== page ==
As discussed above, the buckling load (Fb) and the snap through load (Fs) are two important characteristic loads which define the status of the frame, that is, stable and shape maintained when F < Fb, unstable with shape changing when Fb < F < Fs and catastrophically unstable when F > Fs. In Wang’s study , only symmetric portal frame was considered. Therefore, the only parameter that affects Fb and Fs is the span of c (see Figure 3(a)). Fb and Fs were plotted against c in Figure 3(b) . It can be seen that the curves of Fb and Fs divide the graph into three regions. The region under the curve of Fb refers to the stable status of the frame, while the region above Fb and on the left of Fs denotes the unstable with shape changing status and the region on the right of Fs means the frame is in the catastrophic unstable status.
The FE simulations were performed by the authors to reproduce the curves in Figure 3(b). The same symmetric portal frame as in  was modeled (i.e., hL = hR, cL = cR, and e = 0 in Figure 2(a)) and the flexible joints were represented using equations (1)–(3). The FE curves are plotted in Figure 4. It can be seen that the FE predictions agree well with the theoretical results in Figure 3(b), indicating the validity of the FE model. Please note that the curve of Fb is only meaningful when c > 1, because the span of the frame c is normally larger than the length of the platform in real applications.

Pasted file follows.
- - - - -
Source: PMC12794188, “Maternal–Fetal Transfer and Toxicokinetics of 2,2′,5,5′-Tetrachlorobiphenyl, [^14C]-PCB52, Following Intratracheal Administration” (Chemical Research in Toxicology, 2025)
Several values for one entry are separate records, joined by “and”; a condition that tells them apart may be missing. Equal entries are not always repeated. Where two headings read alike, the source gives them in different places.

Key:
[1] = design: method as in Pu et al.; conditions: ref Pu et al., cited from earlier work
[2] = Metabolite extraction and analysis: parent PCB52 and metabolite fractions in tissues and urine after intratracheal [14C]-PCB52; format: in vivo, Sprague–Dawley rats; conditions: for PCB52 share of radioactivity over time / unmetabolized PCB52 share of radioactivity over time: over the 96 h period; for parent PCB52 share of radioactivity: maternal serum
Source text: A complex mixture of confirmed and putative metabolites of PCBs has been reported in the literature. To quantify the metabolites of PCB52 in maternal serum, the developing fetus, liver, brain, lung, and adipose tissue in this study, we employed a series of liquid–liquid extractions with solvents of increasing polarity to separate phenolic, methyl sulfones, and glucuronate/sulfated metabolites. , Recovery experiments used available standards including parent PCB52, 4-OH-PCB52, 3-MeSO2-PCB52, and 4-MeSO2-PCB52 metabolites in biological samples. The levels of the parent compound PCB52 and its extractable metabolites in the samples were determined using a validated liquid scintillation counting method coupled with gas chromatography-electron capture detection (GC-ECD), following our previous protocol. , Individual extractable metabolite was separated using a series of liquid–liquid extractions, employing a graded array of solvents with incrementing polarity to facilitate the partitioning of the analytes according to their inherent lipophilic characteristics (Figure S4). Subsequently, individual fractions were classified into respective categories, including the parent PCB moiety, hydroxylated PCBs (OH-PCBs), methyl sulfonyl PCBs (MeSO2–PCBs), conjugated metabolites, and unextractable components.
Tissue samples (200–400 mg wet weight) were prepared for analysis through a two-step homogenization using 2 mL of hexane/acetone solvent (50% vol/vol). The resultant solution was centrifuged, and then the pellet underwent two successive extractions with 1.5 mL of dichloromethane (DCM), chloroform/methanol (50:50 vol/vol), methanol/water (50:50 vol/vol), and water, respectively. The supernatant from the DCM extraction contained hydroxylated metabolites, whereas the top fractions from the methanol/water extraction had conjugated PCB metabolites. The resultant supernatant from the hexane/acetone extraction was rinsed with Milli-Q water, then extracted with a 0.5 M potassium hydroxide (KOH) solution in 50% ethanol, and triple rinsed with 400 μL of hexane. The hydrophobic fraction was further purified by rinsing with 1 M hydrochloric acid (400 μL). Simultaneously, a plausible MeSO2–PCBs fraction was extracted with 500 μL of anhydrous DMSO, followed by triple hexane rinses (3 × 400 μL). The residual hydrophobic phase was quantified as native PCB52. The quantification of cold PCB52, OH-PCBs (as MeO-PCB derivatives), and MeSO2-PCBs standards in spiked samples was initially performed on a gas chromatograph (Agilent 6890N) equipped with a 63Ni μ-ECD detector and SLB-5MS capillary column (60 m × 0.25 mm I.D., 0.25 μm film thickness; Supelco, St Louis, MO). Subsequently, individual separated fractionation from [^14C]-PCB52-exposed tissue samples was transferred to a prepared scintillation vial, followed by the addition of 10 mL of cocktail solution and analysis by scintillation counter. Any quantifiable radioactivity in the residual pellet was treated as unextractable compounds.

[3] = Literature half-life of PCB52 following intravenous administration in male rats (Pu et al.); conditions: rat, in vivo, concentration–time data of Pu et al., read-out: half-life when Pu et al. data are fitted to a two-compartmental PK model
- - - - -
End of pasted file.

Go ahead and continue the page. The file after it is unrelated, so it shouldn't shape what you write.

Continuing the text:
3. Parametric Studies and Discussion
A more generalized asymmetric shape of the portal frame in Figure 2 was modeled in FE. A comprehensive parametric study was conducted to investigate the effects of various parameters on the buckling behavior of the frame. The considered parameters are listed in Table 1. In order to isolate and clarify the effect of each parameter on the buckling behavior of the frame, other parameters were kept constant when the specific parameter was studied.
To make the FE study more practical, several parameters were set to constant to reflect the most common applications of the portal frame. For example, the vertical distance of the load to the platform (dL in Figure 2) was set to zero, because it is usually small and negligible comparing to the other dimensions of the frame. The rotational springs at the joints of the frame were assumed to be linear with λ in equation (3) equal to zero. As can be seen in equation (3), the nonlinearity of the springs is determined by λ. It was reported in  that the snap through load (Fs) would decrease with the increase of λ or nonlinearity of the springs. Therefore, it is recommended in the real applications, to design the joints with linear moment-rotation relationship (λ = 0) so that the stability of the frame can be improved. In addition, the height of the right leg was set to hR = 1 as it was used in .